Making Sauerkraut

One of the things I’ve fancied having a go at making is sauerkraut. All that lacto-fermentation stuff sounds really interesting, so now, when the market in Popovo is laden with humongous cabbages, seems  like a good time to try it out.

I found a decent sounding recipe, and bought a cabbage. Because it was my first go, I only wanted a small cabbage to try out. The lady on the stall pulled a face at me; “But it’s such a small cabbage” she complained.

So, attempt one. This one failed because I didn’t properly read the bit that says “There should be about 5 cm of juices on top of the cabbage”. I’d left the cabbage in the fridge too long and it had dried out a bit, so there wasn’t enough water in the cabbage to cover it as the salt draws the moisture out.

Attempt two. This one failed because I forgot the first rule of pickling; “Thou shalt not permit metals other than stainless steel to come into contact with thy pickles”. I put my metal weights on the plate to press the kraut down, they touched the water and hey presto, instantly ruined.

Attempt three. It worked, yay! So, one very fresh cabbage, processed as soon as we got home for maximum freshness. I followed the recipe, so I won’t bother repeating it here, go look for yourself if you’re interested. I found a good-sized plastic jar to store the kraut in, a plate that exactly fitted inside, and three water bottles, filled with water, to press the mixture down.

I left it all for about three weeks to ferment, ensuring that I topped it up on the odd occasion that the liquid evaporated a bit. We had some as a side-vegetable the other night for dinner, and even Julie enjoyed it, so next year I’ll make loads as it keeps really well and is supposed to be extremely nourishing. Maybe the woman at the market won’t complain at me for buying pathetically small next time!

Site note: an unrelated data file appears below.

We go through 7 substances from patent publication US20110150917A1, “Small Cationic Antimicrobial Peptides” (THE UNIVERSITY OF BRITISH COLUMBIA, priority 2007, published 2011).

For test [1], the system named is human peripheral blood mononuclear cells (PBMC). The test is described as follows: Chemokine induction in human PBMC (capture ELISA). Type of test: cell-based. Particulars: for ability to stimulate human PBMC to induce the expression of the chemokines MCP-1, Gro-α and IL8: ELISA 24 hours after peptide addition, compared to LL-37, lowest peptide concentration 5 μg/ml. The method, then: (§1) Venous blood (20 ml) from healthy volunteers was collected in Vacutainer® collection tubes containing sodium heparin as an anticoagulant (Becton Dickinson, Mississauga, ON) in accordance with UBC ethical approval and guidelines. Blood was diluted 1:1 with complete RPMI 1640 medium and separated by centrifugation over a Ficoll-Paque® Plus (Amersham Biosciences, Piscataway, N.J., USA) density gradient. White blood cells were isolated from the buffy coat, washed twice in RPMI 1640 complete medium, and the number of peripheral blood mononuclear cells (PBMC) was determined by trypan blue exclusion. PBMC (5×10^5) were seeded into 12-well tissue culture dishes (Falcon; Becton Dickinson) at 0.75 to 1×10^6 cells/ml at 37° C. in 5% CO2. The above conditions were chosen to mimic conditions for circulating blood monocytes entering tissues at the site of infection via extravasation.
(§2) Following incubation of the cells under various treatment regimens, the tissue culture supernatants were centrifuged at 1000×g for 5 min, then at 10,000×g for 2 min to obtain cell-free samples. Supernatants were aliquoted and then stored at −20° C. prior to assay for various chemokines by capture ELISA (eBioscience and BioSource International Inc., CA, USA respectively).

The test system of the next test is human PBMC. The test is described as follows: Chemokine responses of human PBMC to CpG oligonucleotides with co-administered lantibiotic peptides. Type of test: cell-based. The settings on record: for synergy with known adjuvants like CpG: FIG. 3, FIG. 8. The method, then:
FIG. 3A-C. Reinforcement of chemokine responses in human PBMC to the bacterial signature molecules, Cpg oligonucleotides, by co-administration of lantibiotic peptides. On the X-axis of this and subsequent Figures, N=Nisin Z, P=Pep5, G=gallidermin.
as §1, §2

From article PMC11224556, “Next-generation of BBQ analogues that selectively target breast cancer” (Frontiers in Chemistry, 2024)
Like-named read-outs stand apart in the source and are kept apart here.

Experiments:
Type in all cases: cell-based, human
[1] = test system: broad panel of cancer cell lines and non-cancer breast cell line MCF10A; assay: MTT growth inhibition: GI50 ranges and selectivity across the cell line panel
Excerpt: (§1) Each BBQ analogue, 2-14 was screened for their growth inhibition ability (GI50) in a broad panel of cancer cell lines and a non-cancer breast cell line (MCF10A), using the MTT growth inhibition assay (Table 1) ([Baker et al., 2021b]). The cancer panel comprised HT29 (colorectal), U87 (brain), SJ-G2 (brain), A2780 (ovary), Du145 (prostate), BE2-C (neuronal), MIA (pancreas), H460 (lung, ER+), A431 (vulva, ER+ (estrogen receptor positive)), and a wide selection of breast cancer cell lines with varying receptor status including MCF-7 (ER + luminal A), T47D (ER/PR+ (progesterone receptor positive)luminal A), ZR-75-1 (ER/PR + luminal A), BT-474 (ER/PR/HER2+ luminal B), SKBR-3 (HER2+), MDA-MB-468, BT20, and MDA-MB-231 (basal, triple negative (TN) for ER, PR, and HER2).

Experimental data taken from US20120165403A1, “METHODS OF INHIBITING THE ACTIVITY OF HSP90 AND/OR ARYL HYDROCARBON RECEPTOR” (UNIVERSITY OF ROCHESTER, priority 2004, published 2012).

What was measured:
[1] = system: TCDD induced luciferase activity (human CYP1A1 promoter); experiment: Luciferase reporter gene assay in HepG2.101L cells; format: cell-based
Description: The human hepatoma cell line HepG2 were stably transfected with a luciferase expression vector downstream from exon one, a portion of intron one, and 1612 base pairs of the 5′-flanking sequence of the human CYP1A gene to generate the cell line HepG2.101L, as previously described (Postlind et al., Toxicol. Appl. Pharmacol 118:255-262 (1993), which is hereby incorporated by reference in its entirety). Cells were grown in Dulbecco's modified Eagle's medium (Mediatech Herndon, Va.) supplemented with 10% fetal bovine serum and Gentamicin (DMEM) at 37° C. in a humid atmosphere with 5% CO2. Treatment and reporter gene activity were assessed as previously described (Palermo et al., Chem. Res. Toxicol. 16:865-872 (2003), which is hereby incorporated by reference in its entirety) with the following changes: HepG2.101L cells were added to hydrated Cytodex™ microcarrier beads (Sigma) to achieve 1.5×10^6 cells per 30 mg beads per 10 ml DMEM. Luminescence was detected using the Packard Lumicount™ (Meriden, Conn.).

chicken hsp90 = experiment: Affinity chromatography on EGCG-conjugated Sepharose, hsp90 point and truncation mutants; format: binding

2 comments for “Making Sauerkraut

  1. Fridrik Ludviksson
    December 31, 2014 at 7:39 pm

    My Bulgarian wife, Daniela, Was just making this Bulgarian way, Here in Iceland,where we spend the winter.. Whole Cabbageheads, lot of salt, and just the natural sourculture that appears ! We had some discussions about that , The Viking stile,(German also) is to slice the cabbage, And control the sourculture, by using sour whey from cheese our sourmilk ! And not much salt !The German stile is faster,and more delicate, but gets easily to sour !! The Bulgarian way,is more difficult, but after 2 months it is not less delicat,than the Viking way! Just a lot different ! And can keep for a year or 3 !!

    • Joe
      December 31, 2014 at 9:19 pm

      Hi Fridrik, I’m hoping to try using whey next time, I’ll make some sirine and use the whey from that. Can you use whey from anything else? I’m still enjoying eating the sauerkraut, but it’s good to know it keeps for so long! Do you seal it in a jar, or do you leave it in the barrel to carry on fermenting?

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